Alfred Jones. Alfred F. Jones. The United States of America. Alfred Kirkland, as Arthur sometimes drunkenly refers to him. We all know him; no matter how far apart our homes are from his, we've all seen his face and heard his name…heard his voice. The world has already felt his power.
But no one has ever felt it like I have.
I remember it so vividly, it's only the obvious age on my scars that reminds me of just how many years have passed. I remember being blinded and burned, thrown and tossed like a doll in a tornado. I remember seeing my people disintegrate and melt, and the ones that survived looked like the mummies Mr. Hassan keeps at his house. I remember the pain so well, like a thousand wicks, burning white-hot had been lit, and their candle was my body. The wicks couldn't have been more than a millimeter long.
I knew it was him when I glimpsed the plane's departure. English words I knew Arthur would never use were scrawled on the side of it, and something inside my throbbing body told me he was there. He was the one trying to murder me, he wanted to hurt me tenfold for how I'd hurt him, and he'd succeeded. I hadn't intimidated him, I'd only woken a sleeping superpower inside of him. He discovered his ability to be cruel and he utilized it as hard as he could.
I know it would be logical for me to despise him for what he's done to me, to my country and my people, but I can't. How could I, when he returned so soon after and treated my wounds, tried so hard to heal the damage he'd done. How could I hate someone so pathetically repentant?
I let him repay me, and then I let him cry for me, on me. I let him cling to me and sob into my clothes, while I stroked his hair and rubbed his back, shushing him gently. I tried to console him, this poor shadow of the titanic nation he represented, who shook and despaired so horribly, but he couldn't hear it. All he could see were my burns and lacerations, the ones he'd bandaged with such a tender hand, and even hidden under my clothing, he could only focus on them.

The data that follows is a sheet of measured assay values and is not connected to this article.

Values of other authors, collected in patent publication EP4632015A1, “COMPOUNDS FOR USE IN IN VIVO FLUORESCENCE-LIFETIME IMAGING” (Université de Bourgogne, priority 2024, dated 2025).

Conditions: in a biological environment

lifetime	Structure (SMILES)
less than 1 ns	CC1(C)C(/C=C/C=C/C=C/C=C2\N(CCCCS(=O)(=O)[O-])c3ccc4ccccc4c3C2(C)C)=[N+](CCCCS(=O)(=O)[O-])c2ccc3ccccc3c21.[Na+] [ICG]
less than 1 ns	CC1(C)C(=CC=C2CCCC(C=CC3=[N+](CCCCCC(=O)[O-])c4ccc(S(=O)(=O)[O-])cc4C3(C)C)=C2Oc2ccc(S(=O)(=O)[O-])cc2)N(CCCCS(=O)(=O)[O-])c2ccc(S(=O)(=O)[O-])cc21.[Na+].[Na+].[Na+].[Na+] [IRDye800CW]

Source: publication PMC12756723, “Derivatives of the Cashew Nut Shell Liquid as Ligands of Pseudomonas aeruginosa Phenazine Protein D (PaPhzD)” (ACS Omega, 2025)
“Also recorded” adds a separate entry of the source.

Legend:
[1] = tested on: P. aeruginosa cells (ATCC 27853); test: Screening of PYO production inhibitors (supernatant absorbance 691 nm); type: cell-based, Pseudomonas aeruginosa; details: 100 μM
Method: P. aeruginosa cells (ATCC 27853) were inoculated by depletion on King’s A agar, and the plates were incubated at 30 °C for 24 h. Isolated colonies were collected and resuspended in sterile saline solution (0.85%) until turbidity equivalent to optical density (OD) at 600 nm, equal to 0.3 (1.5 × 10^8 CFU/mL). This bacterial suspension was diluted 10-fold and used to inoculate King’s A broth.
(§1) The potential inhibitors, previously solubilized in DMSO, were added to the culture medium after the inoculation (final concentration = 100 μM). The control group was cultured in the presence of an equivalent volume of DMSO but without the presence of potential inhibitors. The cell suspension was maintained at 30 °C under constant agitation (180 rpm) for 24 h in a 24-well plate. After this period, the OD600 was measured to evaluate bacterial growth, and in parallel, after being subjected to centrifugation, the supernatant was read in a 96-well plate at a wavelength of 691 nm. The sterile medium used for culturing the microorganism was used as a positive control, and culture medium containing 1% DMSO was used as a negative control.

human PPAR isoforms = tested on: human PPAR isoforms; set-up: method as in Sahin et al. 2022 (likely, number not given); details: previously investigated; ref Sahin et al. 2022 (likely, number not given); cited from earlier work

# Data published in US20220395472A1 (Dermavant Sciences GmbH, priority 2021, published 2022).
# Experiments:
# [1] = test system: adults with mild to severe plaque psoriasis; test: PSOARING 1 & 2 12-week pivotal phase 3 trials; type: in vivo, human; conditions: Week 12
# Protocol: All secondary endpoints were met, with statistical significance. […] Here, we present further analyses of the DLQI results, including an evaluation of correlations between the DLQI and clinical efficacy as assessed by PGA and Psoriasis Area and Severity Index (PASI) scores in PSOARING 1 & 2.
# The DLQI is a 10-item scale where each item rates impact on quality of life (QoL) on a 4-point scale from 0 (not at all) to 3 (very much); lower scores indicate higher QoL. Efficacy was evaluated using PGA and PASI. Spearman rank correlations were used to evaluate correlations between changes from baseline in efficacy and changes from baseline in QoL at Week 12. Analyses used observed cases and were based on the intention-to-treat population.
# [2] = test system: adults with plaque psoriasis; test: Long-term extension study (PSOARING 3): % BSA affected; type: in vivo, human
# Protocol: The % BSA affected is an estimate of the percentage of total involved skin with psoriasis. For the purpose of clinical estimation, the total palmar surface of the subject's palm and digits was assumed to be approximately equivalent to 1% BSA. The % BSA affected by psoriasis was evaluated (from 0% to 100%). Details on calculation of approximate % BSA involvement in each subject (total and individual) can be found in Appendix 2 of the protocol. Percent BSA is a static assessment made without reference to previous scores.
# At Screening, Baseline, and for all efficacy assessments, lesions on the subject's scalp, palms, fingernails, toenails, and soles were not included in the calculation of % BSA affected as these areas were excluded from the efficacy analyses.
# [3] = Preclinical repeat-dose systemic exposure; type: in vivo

It's been a grand total of sixty-five years since the American bomber, Enola Gay, dropped that decimating atomic bomb on the Japanese city of Hiroshima, and Alfred still cries.
Every summer, every August he's here, completely limp and sobbing on the sixth night in my arms, and although the scars are faded and wrinkled, he still sees them. He touches them, and while I can only revel in the feeling of his skin against mine, he can only cry more.
He'll never bomb another country with that kind of force. He swears it on his heart, that the destruction starts and stops with Hiroshima, with me. It's beautiful, that promise. I never want to see this kind of scar on the skin of another living being, I could never wish the pain I suffered on any of them.
I never want him to be the villain again.
I don't want him to have to cry for anyone else. I don't want him to cry on anyone but me. It's sick, in a sense, I suppose, to almost be grateful for the hell my city endured, but when I let it creep into my thoughts I think, if he'd never dropped that bomb, I might never have given up my fight and he wouldn't love me like this.
Maybe it isn't love on his side, like it is on mine, but if it brings him to me night after night and allows us to touch in this intimate way, I can't despise it. Not all the way.
So I console him year after year, and year after year more of his tears are shed into my clothing, ruining them with salt stains. Knowing he regrets everything brings me a happiness I cannot describe, and so I allow this to continue, to keep him with me and to keep us connected.
I'll never allow him to forget.